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Edmund Rice College, Glengormley

School History

From Hardinge Street To Hightown Road

Dr Dorrian, Bishop of Down and Connor made many requests to the Superior General of the Christian Brothers for a community of brothers to conduct a school in Belfast. On November 3rd 1866, Brothers Louis Caton, Thomas Neaton, Alipius Maguire and John Ennis, arrived in Belfast to form the community. They opened St Mary’s Divis St on the 12th November. Such was the demand for places St Patrick’s Donegal St was opened in 1867.

Hardinge Street was opened in 1903 by the Brothers with Br Craven as Headmaster. It was to function as a Trades Preparatory School for Catholic boys. The schools success was shown by its ability to place large numbers of boys in positions of work every year. It spoke volumes for the training and quality of education they received. Boys taught in the school have distinguished themselves in every walk of life and reflected honour on their teachers.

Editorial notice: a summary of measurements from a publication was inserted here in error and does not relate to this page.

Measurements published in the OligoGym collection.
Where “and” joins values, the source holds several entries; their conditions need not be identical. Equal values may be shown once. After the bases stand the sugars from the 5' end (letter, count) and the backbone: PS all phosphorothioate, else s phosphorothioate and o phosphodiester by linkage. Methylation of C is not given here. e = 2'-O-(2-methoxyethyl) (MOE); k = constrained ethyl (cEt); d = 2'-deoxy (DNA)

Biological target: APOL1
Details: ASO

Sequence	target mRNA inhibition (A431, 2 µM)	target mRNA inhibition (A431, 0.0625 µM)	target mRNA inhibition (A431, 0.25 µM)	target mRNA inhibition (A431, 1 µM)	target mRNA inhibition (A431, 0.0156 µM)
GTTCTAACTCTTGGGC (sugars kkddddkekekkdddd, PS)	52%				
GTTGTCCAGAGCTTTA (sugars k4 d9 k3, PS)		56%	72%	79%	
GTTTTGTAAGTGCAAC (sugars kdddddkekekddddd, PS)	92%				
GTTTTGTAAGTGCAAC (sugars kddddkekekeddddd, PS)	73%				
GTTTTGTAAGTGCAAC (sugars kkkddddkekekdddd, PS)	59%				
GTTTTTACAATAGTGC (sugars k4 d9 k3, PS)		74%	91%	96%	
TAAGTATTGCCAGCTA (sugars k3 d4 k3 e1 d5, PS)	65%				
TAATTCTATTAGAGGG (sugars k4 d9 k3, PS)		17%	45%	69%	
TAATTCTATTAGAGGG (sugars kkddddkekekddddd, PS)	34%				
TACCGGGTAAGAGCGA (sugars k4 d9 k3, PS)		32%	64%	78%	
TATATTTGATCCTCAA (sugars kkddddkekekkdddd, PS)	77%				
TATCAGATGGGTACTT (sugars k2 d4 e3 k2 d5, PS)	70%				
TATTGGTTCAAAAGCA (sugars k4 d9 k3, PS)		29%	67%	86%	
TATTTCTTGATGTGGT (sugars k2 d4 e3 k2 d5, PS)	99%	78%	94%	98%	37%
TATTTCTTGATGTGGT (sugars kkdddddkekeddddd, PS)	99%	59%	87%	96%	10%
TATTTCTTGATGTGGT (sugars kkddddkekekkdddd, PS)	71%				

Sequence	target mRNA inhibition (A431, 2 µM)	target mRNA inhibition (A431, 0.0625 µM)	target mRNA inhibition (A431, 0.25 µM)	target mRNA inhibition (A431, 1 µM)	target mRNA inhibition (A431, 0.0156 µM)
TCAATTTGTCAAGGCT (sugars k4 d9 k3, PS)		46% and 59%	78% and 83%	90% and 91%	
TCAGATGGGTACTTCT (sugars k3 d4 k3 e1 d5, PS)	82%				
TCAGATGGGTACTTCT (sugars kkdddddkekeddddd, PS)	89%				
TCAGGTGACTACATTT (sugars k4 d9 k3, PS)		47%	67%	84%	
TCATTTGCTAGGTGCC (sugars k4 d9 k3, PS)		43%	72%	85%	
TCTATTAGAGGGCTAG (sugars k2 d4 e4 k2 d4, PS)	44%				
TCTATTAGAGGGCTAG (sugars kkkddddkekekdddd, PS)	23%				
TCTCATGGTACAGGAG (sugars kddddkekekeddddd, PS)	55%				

With the closure of Hardinge Street the staff and pupils transferred to the Park Lodge site on the Antrim Road in 1972 with Br Quillan as Headmaster. With limited resources and in a time of great civil unrest, the staff provided the necessary atmosphere for pupils, which led to continued exam success. Br J Murphy took over as principal with Mr Gerry McGuiness as Vice-Principal. The school moved to the new premises at Hightown Road in September 1977. Here the staff of the school have provided an atmosphere of friendliness and warmth which characterises the pupil-teacher and parent-teacher relationships. The standards of Hardinge Street have been maintained with continued exam success and large numbers of pupils gaining places of employment.